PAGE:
AG looks at Southside 'irregularities'
The Auditor General is considering “alleged irregularities” in relation to a low-cost public housing scheme at Southside.
Heather Jacobs Matthews was asked to look into financial matters in relation to the Orange Hole development by Kevin Bean-Walls, a director of Bermuda Composite Construction (BCC), one of the companies involved in building the units.
He claims Bermuda Housing Corporation (BHC) overpaid BCC for work it did at Orange Hole, alleging his company built only 14 units but got paid for 20.
Other firms involved in the project included Pro-Active, the firm sacked by Government from the Berkeley senior school development in 2004, and Bermuda Building Services.
Mrs Matthews told The Royal Gazette: “I can confirm that I have received information with respect to alleged irregularities in connection with a public housing scheme. This matter is currently under consideration.”
The affordable housing scheme, which was built a decade ago and paid for with public funds, came under scrutiny in the Senate yesterday for the second time in recent months.
Opposition Senator Toni Daniels has posed a series of questions to Junior Public Works Minister Vince Ingham about the scheme and yesterday she received responses to her latest queries.
She asked Sen Ingham who signed the contracts between BCC and BHC for the housing units.
He replied: “We do not have sight of the original documents and therefore cannot confirm with a degree of certainty who signed the contracts.”
The Opposition senator's second question was about Pro-Active; she asked how much it was paid by BHC for its work as subcontractor.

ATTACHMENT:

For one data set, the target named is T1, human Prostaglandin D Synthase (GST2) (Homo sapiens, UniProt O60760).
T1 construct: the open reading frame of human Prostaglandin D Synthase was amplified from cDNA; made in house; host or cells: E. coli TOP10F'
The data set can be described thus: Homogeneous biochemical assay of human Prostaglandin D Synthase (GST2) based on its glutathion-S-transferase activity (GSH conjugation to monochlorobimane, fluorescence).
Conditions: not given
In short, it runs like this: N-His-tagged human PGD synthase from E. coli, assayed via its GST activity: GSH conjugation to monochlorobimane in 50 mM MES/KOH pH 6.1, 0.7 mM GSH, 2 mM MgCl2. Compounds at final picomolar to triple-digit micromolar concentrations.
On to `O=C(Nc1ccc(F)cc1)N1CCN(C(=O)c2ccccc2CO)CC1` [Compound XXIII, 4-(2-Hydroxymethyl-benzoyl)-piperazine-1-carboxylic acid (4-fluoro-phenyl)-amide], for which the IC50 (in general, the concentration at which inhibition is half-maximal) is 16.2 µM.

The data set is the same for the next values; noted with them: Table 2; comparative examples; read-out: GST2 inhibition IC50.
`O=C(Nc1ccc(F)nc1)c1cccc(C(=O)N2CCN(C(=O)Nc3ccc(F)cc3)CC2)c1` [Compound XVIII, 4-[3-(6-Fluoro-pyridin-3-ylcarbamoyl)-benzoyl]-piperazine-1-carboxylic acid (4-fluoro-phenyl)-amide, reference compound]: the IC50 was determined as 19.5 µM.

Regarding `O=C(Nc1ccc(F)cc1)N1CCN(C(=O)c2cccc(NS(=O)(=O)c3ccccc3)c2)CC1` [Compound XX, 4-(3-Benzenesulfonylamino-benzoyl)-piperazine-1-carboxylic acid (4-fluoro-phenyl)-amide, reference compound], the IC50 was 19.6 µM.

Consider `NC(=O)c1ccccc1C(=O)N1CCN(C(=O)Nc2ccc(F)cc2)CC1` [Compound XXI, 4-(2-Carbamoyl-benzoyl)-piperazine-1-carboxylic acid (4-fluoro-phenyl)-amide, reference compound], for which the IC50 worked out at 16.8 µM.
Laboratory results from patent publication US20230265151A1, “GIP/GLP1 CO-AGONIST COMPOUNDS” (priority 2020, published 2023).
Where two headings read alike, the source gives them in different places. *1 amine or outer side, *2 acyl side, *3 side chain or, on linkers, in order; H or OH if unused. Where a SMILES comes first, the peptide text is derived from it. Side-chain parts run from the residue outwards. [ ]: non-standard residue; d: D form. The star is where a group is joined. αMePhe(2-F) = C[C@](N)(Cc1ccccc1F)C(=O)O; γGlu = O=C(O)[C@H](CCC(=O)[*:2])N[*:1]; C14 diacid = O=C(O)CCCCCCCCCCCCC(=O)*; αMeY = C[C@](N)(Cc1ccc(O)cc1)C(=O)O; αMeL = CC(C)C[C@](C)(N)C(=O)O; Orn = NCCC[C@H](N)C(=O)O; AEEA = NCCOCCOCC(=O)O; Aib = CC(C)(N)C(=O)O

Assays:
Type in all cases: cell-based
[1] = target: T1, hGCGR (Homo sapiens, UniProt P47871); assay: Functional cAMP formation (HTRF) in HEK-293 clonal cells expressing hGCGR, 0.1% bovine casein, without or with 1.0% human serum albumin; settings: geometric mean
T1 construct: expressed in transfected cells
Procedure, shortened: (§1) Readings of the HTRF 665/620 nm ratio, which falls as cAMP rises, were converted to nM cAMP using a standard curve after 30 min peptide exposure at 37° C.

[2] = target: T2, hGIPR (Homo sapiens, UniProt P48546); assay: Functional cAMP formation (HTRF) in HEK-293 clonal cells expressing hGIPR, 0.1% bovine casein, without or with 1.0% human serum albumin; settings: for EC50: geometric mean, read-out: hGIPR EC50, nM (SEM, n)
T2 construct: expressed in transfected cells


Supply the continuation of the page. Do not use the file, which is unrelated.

Sen Ingham responded: “Pro-Active Management was paid no funds for the work done in their role as subcontractors for the units.”
The last query was about whether BHC “remunerated” BCC for payments made to Pro-Active during construction and, if it did, how much it paid BCC.
The written answer given was: “As far as can be ascertained, the Bermuda Housing Corporation did not remunerate Bermuda Composite Construction for payments made to Pro-Active Management during construction at Orange Hole.”
In March, in response to earlier questions put by Sen Daniels, Government said BCC built 17 of the homes at Orange Hole and was paid $5.19 million and Bermuda Building Services built three units and was paid almost $896,000.
Sen Ingham, in his written answers, said the original budgeted cost for 20 units was $5.17 million.
Mr Bean-Walls, 51, was one of the directors of BCC, along with his business partner Leon Williams, current Health Minister and Island Construction chief Zane DeSilva, and builder Arthur Pitcher.
In 2007, an official complaint was made to police alleging that more than 50 cheques from BCC's account were forged.
The cheques, totalling hundreds of thousands of dollars, all bore the names of Southampton East Central MP Mr DeSilva and Mr Williams, but the latter denied signing them or having any knowledge of them.
Asked about that inquiry, Assistant Police Commissioner David Mirfield said on March 27 this year: “An investigation was conducted by the Financial Crime Unit at the time and a file was sent to the DPP for review. Following that review, the DPP advised that there was insufficient evidence to prosecute.”
Community pray for shooting victim
Burglar a ‘good guy’ says restaurant owner
Services threatened by cash crunch – Gosling
Making the big events work for Bermuda
Family firm marks two centuries in business
Developer talks about restaurant plan
Lightbourn starring in Maybelline commercial
House: $15 million spent on lawyers
Take Our Poll